Construction and the Digital Twin

4 December, 2019

At Soben, we are well aware of the impact of technology on business and on our industry, and even the assertion that construction may have missed what is known as the Fourth Industrial Revolution. As such, we make it a priority to investigate and invest in new technologies that may benefit our business and our clients. We have recently been looking at the impact of the digital twin.

IBM defines a digital twin as “… the virtual representation of a physical object or system across its life-cycle. It uses real-time data and other sources to enable learning, reasoning, and dynamically recalibrating for improved decision making.”

In short, a digital twin is a digital model of a living or non-living thing that integrate internet of things, artificial intelligence, machine learning and software analytics with spatial network graphs. This integration allows the digital model to change as the physical entity changes.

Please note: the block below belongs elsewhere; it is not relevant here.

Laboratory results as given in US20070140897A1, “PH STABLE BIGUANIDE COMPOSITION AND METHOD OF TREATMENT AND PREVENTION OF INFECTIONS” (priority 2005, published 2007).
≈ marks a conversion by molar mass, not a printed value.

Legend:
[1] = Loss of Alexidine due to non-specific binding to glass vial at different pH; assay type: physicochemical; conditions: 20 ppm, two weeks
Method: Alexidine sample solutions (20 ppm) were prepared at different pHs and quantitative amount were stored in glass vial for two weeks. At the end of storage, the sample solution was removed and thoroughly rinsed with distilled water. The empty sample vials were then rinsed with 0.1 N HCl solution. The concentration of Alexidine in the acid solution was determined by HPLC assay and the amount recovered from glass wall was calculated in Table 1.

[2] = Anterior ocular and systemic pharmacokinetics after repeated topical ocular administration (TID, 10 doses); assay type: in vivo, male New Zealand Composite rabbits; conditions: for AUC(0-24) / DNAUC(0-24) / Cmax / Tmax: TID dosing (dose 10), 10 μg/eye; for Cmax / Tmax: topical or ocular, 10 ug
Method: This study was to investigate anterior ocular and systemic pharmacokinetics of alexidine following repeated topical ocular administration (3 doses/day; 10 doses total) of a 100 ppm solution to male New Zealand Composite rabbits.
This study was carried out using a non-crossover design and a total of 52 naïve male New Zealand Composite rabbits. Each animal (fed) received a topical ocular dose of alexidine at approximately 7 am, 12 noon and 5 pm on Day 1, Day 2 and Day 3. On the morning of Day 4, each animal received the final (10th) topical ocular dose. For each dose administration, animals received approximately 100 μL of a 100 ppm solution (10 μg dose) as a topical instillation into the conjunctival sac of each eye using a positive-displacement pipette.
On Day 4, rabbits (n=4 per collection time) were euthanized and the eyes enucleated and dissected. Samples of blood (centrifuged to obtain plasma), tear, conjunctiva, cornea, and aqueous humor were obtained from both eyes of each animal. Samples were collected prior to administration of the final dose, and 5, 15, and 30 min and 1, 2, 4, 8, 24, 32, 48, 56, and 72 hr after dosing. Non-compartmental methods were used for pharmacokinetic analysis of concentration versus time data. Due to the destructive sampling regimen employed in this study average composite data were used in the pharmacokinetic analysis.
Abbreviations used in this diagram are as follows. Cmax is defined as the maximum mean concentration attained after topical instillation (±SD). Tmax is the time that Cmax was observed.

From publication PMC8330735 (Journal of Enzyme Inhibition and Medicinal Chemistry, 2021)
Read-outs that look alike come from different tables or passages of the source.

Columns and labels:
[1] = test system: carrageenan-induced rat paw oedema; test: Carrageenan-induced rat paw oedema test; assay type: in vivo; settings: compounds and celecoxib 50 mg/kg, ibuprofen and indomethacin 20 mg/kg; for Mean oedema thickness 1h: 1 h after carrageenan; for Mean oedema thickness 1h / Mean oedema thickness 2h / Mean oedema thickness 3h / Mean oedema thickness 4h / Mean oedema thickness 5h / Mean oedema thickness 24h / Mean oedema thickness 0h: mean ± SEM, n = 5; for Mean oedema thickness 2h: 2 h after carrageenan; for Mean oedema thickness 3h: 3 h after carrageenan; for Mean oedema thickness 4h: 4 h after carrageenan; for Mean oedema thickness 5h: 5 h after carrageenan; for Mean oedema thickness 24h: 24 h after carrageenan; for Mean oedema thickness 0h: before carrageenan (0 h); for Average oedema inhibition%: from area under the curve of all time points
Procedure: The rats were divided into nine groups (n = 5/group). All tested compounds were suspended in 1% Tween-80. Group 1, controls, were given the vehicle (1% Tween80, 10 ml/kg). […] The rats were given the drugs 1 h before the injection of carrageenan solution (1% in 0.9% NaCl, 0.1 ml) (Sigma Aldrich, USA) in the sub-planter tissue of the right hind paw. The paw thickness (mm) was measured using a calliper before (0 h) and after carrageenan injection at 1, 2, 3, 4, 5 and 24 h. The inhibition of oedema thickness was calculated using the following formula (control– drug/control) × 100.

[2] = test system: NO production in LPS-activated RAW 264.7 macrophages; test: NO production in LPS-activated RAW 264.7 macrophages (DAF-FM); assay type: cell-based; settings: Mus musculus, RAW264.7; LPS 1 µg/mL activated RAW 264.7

Digital twins are already in use across many industries, and have been used to refine and improve processes, assist personnel training, improve Formula 1 cars, and have been used by NASA to monitor its operations in space.

Digital twins are already in use in the construction industry, and to date the main uses have been:
• to test virtual construction sequencing and logistics scenarios to reduce construction and operating costs on site
• to collecting and monitoring real-time data to optimise a building’s operational performance and sustainability
• to improve safety on site using real-time tracking

Digital twin technology is on the rise as the Internet of Things continues to develop and expand. Many construction organisations are backing it as the ‘next big thing’ and the government has also got behind the technology with the launch of the National Digital Twin programme in association with the University of Cambridge.

However, the concern of many in the industry is how much understanding and uptake there will be from an organisation that already lags behind many others, particularly in relation to its size in terms of global output, workforce, and investment.
Whilst recognised by many as an essential technology for the industry, BIM has struggled to achieve the uptake that would have been hoped for, and with the Digital Twin concept considerably more complex, it may be a stretch for those outside the early adopter network. As ever, another one to watch.